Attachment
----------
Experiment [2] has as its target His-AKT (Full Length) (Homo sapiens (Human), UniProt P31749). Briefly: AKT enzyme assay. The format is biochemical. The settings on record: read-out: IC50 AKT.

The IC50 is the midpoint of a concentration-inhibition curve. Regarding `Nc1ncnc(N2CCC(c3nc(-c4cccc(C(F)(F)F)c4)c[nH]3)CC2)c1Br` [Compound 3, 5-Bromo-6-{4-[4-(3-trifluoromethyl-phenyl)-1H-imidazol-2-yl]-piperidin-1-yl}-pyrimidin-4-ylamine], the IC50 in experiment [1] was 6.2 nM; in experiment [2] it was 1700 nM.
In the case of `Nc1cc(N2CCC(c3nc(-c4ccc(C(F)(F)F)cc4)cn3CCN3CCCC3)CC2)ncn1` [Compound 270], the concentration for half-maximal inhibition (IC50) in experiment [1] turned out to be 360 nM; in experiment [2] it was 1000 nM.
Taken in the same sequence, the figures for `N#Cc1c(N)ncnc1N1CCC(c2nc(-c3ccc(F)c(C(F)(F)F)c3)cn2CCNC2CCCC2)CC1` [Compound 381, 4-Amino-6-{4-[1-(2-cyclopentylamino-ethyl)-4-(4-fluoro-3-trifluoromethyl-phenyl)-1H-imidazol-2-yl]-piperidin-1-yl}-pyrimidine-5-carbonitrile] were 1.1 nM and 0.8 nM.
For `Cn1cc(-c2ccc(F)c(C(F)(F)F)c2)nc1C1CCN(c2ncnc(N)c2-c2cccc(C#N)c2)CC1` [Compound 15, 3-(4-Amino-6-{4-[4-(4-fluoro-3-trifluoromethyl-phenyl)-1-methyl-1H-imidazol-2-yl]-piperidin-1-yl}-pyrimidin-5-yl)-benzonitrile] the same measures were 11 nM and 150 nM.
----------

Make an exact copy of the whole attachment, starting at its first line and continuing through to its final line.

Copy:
Experiment [2] has as its target His-AKT (Full Length) (Homo sapiens (Human), UniProt P31749). Briefly: AKT enzyme assay. The format is biochemical. The settings on record: read-out: IC50 AKT.

The IC50 is the midpoint of a concentration-inhibition curve. Regarding `Nc1ncnc(N2CCC(c3nc(-c4cccc(C(F)(F)F)c4)c[nH]3)CC2)c1Br` [Compound 3, 5-Bromo-6-{4-[4-(3-trifluoromethyl-phenyl)-1H-imidazol-2-yl]-piperidin-1-yl}-pyrimidin-4-ylamine], the IC50 in experiment [1] was 6.2 nM; in experiment [2] it was 1700 nM.
In the case of `Nc1cc(N2CCC(c3nc(-c4ccc(C(F)(F)F)cc4)cn3CCN3CCCC3)CC2)ncn1` [Compound 270], the concentration for half-maximal inhibition (IC50) in experiment [1] turned out to be 360 nM; in experiment [2] it was 1000 nM.
Taken in the same sequence, the figures for `N#Cc1c(N)ncnc1N1CCC(c2nc(-c3ccc(F)c(C(F)(F)F)c3)cn2CCNC2CCCC2)CC1` [Compound 381, 4-Amino-6-{4-[1-(2-cyclopentylamino-ethyl)-4-(4-fluoro-3-trifluoromethyl-phenyl)-1H-imidazol-2-yl]-piperidin-1-yl}-pyrimidine-5-carbonitrile] were 1.1 nM and 0.8 nM.
For `Cn1cc(-c2ccc(F)c(C(F)(F)F)c2)nc1C1CCN(c2ncnc(N)c2-c2cccc(C#N)c2)CC1` [Compound 15, 3-(4-Amino-6-{4-[4-(4-fluoro-3-trifluoromethyl-phenyl)-1-methyl-1H-imidazol-2-yl]-piperidin-1-yl}-pyrimidin-5-yl)-benzonitrile] the same measures were 11 nM and 150 nM.